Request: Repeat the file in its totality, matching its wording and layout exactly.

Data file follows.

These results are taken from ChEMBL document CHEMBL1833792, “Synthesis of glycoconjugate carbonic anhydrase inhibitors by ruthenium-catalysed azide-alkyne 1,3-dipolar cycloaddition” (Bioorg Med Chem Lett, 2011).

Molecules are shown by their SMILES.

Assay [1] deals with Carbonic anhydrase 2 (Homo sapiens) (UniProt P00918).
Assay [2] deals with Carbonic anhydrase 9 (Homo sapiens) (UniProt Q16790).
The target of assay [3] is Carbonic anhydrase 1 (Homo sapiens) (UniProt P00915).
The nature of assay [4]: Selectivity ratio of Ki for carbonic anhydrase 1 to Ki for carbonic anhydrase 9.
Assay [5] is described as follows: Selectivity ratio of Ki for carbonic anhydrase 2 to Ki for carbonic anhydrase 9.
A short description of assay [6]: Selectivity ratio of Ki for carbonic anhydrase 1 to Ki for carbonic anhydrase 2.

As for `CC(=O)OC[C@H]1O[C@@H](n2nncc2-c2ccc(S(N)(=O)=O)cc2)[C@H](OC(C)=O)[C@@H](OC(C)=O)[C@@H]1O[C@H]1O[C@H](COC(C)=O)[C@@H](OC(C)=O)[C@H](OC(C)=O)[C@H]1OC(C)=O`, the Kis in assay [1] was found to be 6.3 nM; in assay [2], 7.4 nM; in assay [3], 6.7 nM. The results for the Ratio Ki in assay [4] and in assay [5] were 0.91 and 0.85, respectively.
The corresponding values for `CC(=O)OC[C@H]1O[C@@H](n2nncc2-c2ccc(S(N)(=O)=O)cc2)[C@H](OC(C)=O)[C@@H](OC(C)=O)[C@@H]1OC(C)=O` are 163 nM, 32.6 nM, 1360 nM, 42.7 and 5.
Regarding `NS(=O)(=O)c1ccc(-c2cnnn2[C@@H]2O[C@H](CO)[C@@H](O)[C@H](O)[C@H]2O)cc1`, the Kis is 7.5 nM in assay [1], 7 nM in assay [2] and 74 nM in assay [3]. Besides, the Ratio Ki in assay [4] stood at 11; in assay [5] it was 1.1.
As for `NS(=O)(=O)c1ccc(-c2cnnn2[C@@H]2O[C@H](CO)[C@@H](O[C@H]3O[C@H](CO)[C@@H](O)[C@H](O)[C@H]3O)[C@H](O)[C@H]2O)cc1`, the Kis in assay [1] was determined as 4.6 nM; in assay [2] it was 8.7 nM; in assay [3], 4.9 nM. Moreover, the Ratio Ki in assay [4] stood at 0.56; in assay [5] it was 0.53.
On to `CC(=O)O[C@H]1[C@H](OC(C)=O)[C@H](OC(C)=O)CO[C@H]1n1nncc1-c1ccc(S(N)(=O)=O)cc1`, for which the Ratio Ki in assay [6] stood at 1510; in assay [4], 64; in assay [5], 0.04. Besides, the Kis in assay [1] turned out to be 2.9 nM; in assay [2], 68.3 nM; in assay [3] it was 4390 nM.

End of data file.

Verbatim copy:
These results are taken from ChEMBL document CHEMBL1833792, “Synthesis of glycoconjugate carbonic anhydrase inhibitors by ruthenium-catalysed azide-alkyne 1,3-dipolar cycloaddition” (Bioorg Med Chem Lett, 2011).

Molecules are shown by their SMILES.

Assay [1] deals with Carbonic anhydrase 2 (Homo sapiens) (UniProt P00918).
Assay [2] deals with Carbonic anhydrase 9 (Homo sapiens) (UniProt Q16790).
The target of assay [3] is Carbonic anhydrase 1 (Homo sapiens) (UniProt P00915).
The nature of assay [4]: Selectivity ratio of Ki for carbonic anhydrase 1 to Ki for carbonic anhydrase 9.
Assay [5] is described as follows: Selectivity ratio of Ki for carbonic anhydrase 2 to Ki for carbonic anhydrase 9.
A short description of assay [6]: Selectivity ratio of Ki for carbonic anhydrase 1 to Ki for carbonic anhydrase 2.

As for `CC(=O)OC[C@H]1O[C@@H](n2nncc2-c2ccc(S(N)(=O)=O)cc2)[C@H](OC(C)=O)[C@@H](OC(C)=O)[C@@H]1O[C@H]1O[C@H](COC(C)=O)[C@@H](OC(C)=O)[C@H](OC(C)=O)[C@H]1OC(C)=O`, the Kis in assay [1] was found to be 6.3 nM; in assay [2], 7.4 nM; in assay [3], 6.7 nM. The results for the Ratio Ki in assay [4] and in assay [5] were 0.91 and 0.85, respectively.
The corresponding values for `CC(=O)OC[C@H]1O[C@@H](n2nncc2-c2ccc(S(N)(=O)=O)cc2)[C@H](OC(C)=O)[C@@H](OC(C)=O)[C@@H]1OC(C)=O` are 163 nM, 32.6 nM, 1360 nM, 42.7 and 5.
Regarding `NS(=O)(=O)c1ccc(-c2cnnn2[C@@H]2O[C@H](CO)[C@@H](O)[C@H](O)[C@H]2O)cc1`, the Kis is 7.5 nM in assay [1], 7 nM in assay [2] and 74 nM in assay [3]. Besides, the Ratio Ki in assay [4] stood at 11; in assay [5] it was 1.1.
As for `NS(=O)(=O)c1ccc(-c2cnnn2[C@@H]2O[C@H](CO)[C@@H](O[C@H]3O[C@H](CO)[C@@H](O)[C@H](O)[C@H]3O)[C@H](O)[C@H]2O)cc1`, the Kis in assay [1] was determined as 4.6 nM; in assay [2] it was 8.7 nM; in assay [3], 4.9 nM. Moreover, the Ratio Ki in assay [4] stood at 0.56; in assay [5] it was 0.53.
On to `CC(=O)O[C@H]1[C@H](OC(C)=O)[C@H](OC(C)=O)CO[C@H]1n1nncc1-c1ccc(S(N)(=O)=O)cc1`, for which the Ratio Ki in assay [6] stood at 1510; in assay [4], 64; in assay [5], 0.04. Besides, the Kis in assay [1] turned out to be 2.9 nM; in assay [2], 68.3 nM; in assay [3] it was 4390 nM.